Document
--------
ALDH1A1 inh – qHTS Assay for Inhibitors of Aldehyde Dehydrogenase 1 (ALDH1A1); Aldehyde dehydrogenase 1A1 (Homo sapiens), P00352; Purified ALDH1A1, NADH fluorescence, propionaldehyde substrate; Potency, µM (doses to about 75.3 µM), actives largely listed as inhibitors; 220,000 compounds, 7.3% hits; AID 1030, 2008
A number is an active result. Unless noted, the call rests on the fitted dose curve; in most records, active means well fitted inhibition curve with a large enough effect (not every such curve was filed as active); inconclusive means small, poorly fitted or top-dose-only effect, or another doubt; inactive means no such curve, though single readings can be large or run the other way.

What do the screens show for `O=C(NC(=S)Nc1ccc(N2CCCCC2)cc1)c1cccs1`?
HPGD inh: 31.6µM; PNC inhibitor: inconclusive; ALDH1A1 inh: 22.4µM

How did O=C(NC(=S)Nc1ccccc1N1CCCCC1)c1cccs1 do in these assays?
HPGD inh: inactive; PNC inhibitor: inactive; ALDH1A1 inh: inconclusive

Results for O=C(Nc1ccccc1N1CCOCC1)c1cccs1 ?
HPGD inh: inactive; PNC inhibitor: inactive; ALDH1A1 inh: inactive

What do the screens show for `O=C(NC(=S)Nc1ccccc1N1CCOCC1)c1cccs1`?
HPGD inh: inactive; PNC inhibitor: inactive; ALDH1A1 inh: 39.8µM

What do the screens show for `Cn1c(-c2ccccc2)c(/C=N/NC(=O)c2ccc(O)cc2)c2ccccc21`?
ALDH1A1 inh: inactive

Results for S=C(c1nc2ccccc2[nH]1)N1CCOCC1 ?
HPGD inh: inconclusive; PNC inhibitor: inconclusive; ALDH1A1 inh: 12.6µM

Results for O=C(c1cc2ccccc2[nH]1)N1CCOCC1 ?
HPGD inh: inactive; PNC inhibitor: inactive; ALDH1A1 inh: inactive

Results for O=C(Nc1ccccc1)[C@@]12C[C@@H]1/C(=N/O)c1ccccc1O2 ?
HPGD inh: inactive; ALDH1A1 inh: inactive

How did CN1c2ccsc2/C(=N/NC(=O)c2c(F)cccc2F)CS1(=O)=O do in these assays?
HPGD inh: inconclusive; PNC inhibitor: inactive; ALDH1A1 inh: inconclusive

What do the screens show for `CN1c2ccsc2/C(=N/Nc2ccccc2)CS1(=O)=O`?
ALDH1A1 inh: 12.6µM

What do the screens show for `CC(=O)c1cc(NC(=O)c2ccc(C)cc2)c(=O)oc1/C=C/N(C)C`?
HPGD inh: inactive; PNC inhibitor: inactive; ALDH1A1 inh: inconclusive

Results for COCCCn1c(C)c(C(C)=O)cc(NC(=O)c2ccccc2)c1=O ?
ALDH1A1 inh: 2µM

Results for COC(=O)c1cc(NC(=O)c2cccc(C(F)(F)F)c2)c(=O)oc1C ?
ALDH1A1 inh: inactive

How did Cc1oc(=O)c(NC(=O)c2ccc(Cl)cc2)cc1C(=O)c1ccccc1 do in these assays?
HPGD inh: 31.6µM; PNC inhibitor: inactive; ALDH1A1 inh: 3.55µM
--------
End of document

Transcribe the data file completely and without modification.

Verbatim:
ALDH1A1 inh – qHTS Assay for Inhibitors of Aldehyde Dehydrogenase 1 (ALDH1A1); Aldehyde dehydrogenase 1A1 (Homo sapiens), P00352; Purified ALDH1A1, NADH fluorescence, propionaldehyde substrate; Potency, µM (doses to about 75.3 µM), actives largely listed as inhibitors; 220,000 compounds, 7.3% hits; AID 1030, 2008
A number is an active result. Unless noted, the call rests on the fitted dose curve; in most records, active means well fitted inhibition curve with a large enough effect (not every such curve was filed as active); inconclusive means small, poorly fitted or top-dose-only effect, or another doubt; inactive means no such curve, though single readings can be large or run the other way.

What do the screens show for `O=C(NC(=S)Nc1ccc(N2CCCCC2)cc1)c1cccs1`?
HPGD inh: 31.6µM; PNC inhibitor: inconclusive; ALDH1A1 inh: 22.4µM

How did O=C(NC(=S)Nc1ccccc1N1CCCCC1)c1cccs1 do in these assays?
HPGD inh: inactive; PNC inhibitor: inactive; ALDH1A1 inh: inconclusive

Results for O=C(Nc1ccccc1N1CCOCC1)c1cccs1 ?
HPGD inh: inactive; PNC inhibitor: inactive; ALDH1A1 inh: inactive

What do the screens show for `O=C(NC(=S)Nc1ccccc1N1CCOCC1)c1cccs1`?
HPGD inh: inactive; PNC inhibitor: inactive; ALDH1A1 inh: 39.8µM

What do the screens show for `Cn1c(-c2ccccc2)c(/C=N/NC(=O)c2ccc(O)cc2)c2ccccc21`?
ALDH1A1 inh: inactive

Results for S=C(c1nc2ccccc2[nH]1)N1CCOCC1 ?
HPGD inh: inconclusive; PNC inhibitor: inconclusive; ALDH1A1 inh: 12.6µM

Results for O=C(c1cc2ccccc2[nH]1)N1CCOCC1 ?
HPGD inh: inactive; PNC inhibitor: inactive; ALDH1A1 inh: inactive

Results for O=C(Nc1ccccc1)[C@@]12C[C@@H]1/C(=N/O)c1ccccc1O2 ?
HPGD inh: inactive; ALDH1A1 inh: inactive

How did CN1c2ccsc2/C(=N/NC(=O)c2c(F)cccc2F)CS1(=O)=O do in these assays?
HPGD inh: inconclusive; PNC inhibitor: inactive; ALDH1A1 inh: inconclusive

What do the screens show for `CN1c2ccsc2/C(=N/Nc2ccccc2)CS1(=O)=O`?
ALDH1A1 inh: 12.6µM

What do the screens show for `CC(=O)c1cc(NC(=O)c2ccc(C)cc2)c(=O)oc1/C=C/N(C)C`?
HPGD inh: inactive; PNC inhibitor: inactive; ALDH1A1 inh: inconclusive

Results for COCCCn1c(C)c(C(C)=O)cc(NC(=O)c2ccccc2)c1=O ?
ALDH1A1 inh: 2µM

Results for COC(=O)c1cc(NC(=O)c2cccc(C(F)(F)F)c2)c(=O)oc1C ?
ALDH1A1 inh: inactive

How did Cc1oc(=O)c(NC(=O)c2ccc(Cl)cc2)cc1C(=O)c1ccccc1 do in these assays?
HPGD inh: 31.6µM; PNC inhibitor: inactive; ALDH1A1 inh: 3.55µM